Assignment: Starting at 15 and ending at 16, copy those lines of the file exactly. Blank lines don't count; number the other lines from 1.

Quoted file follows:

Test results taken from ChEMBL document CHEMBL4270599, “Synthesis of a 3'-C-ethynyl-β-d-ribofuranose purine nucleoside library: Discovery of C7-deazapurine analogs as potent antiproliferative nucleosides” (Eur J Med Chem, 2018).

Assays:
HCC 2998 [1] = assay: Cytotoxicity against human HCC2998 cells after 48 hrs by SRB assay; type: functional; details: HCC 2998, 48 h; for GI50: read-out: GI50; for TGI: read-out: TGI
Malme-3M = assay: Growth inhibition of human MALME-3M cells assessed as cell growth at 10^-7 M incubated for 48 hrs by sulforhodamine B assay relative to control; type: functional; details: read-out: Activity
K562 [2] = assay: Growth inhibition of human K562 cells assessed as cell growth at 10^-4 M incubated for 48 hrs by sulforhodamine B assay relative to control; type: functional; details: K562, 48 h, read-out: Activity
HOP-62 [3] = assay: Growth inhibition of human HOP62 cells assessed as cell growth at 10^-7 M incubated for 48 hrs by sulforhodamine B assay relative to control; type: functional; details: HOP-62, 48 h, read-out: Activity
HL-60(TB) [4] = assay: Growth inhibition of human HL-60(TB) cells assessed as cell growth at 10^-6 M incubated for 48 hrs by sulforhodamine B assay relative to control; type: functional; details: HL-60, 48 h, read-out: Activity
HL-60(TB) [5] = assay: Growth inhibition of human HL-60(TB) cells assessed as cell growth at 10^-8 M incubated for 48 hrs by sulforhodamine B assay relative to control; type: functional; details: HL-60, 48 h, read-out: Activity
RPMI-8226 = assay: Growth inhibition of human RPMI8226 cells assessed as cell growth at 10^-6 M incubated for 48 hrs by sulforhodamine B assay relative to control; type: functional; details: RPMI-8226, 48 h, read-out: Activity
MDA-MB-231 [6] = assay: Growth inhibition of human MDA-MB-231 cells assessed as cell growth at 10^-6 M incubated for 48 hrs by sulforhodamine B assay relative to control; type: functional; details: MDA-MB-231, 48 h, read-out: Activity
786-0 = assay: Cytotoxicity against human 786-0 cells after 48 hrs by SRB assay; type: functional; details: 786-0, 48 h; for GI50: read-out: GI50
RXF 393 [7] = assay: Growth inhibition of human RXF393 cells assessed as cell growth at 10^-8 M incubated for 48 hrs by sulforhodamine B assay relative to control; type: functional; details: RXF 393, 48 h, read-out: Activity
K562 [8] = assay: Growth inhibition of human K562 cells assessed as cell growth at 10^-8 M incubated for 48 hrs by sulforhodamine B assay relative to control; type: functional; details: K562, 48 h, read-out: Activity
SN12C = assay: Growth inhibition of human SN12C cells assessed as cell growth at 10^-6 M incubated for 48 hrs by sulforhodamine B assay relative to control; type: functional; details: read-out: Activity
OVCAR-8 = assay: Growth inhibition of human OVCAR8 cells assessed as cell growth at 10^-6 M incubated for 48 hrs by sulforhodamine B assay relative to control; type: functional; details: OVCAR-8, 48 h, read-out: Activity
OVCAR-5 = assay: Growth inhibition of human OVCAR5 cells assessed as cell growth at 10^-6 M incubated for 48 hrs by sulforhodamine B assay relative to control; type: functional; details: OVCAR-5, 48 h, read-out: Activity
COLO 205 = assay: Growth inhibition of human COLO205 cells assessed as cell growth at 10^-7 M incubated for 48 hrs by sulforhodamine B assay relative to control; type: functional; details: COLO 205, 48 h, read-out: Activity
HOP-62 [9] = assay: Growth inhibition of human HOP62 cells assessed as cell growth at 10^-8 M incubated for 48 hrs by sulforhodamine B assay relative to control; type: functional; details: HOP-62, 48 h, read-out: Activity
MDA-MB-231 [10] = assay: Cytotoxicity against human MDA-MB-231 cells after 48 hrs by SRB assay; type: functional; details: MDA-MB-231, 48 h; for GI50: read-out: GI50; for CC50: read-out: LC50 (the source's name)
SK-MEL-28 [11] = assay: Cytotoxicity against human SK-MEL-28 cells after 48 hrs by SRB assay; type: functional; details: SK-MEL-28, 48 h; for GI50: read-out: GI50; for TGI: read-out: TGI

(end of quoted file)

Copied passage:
OVCAR-8 = assay: Growth inhibition of human OVCAR8 cells assessed as cell growth at 10^-6 M incubated for 48 hrs by sulforhodamine B assay relative to control; type: functional; details: OVCAR-8, 48 h, read-out: Activity
OVCAR-5 = assay: Growth inhibition of human OVCAR5 cells assessed as cell growth at 10^-6 M incubated for 48 hrs by sulforhodamine B assay relative to control; type: functional; details: OVCAR-5, 48 h, read-out: Activity